Danube’s wastewater plants ‘oversized and unsustainable’

Wastewater treatment plants in the Danube river basin are “oversized and unsustainable”. That’s according to a report published by the European Court of Auditors (ECA), which gives recommendations to the […]

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By Jacqueline Echevarria

Wastewater treatment plants in the Danube river basin are “oversized and unsustainable”.

That’s according to a report published by the European Court of Auditors (ECA), which gives recommendations to the EU for improving efficiency, effectiveness and sustainability of the plants by the river.

The Danube river basin is said to be vulnerable to water pollution from various sources, stated the report.

It added the EU spent €7.9 billion for wastewater treatment projects in the Czech Republic, Hungary, Romania and Slovakia from 2000 to 2013.

Although the EU played a key role in helping the four Member States in improving wastewater collection and treatment, the progress achieved is not enough to meet the EU deadlines for water treatment, it stated.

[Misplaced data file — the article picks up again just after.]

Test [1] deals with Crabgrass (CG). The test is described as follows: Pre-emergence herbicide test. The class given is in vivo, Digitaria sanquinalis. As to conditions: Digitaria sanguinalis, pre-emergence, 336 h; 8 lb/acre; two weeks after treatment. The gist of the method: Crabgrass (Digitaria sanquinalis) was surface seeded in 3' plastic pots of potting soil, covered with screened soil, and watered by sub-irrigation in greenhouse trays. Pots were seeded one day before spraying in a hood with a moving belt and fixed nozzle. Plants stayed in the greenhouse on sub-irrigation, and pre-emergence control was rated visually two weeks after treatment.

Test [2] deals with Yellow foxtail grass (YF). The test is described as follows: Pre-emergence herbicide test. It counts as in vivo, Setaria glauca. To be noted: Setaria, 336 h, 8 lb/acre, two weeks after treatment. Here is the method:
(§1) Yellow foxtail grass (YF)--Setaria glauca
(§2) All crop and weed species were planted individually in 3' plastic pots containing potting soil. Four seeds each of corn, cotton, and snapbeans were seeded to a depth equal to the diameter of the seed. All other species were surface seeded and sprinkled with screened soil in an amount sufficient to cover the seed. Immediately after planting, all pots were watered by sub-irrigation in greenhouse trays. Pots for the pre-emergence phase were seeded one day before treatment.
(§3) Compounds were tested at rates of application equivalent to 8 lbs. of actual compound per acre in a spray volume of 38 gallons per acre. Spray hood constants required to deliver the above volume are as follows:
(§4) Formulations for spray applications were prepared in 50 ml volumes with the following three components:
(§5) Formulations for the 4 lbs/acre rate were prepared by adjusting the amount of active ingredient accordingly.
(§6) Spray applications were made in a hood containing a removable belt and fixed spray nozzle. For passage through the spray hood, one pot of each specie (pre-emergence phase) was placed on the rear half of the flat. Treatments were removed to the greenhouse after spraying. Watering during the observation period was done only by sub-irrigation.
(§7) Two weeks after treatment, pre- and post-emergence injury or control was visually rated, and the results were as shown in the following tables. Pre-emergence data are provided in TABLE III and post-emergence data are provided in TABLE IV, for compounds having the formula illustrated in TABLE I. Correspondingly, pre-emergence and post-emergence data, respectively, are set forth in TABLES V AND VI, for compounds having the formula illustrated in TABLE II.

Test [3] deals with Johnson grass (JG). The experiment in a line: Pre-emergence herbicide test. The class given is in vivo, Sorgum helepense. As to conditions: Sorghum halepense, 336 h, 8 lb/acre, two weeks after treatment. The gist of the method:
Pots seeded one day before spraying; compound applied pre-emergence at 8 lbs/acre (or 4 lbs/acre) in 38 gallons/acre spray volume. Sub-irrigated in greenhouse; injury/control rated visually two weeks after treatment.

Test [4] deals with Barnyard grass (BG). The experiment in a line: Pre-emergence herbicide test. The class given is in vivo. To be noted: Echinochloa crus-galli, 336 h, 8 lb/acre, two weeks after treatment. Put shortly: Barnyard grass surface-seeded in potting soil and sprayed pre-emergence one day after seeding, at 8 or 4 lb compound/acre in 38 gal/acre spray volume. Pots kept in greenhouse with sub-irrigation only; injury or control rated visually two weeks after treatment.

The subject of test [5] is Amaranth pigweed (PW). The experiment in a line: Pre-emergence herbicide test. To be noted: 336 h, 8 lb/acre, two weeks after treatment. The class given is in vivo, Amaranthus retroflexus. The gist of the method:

The report added: “All countries incurred delays for complying with the rules and in taking up the EU money available. Although their plants generally treated the waste water adequately, their handling of sewage sludge and rain overflows was sometimes weak.

“A third of the plants are oversized and potentially unsustainable.”

The auditors also said financial sustainability of the EU co-financed infrastructure was “questionable”.

It added: “In 90% of cases wastewater tariffs charged to users were too low. They did not allow full recovery of costs by the plants and were below the commonly accepted affordability level of 4% of household income.”

They claim there is a lack of information on whether the infrastructure owners had built up sufficient financial reserves to allow adequate maintenance and the eventual renewal of plants.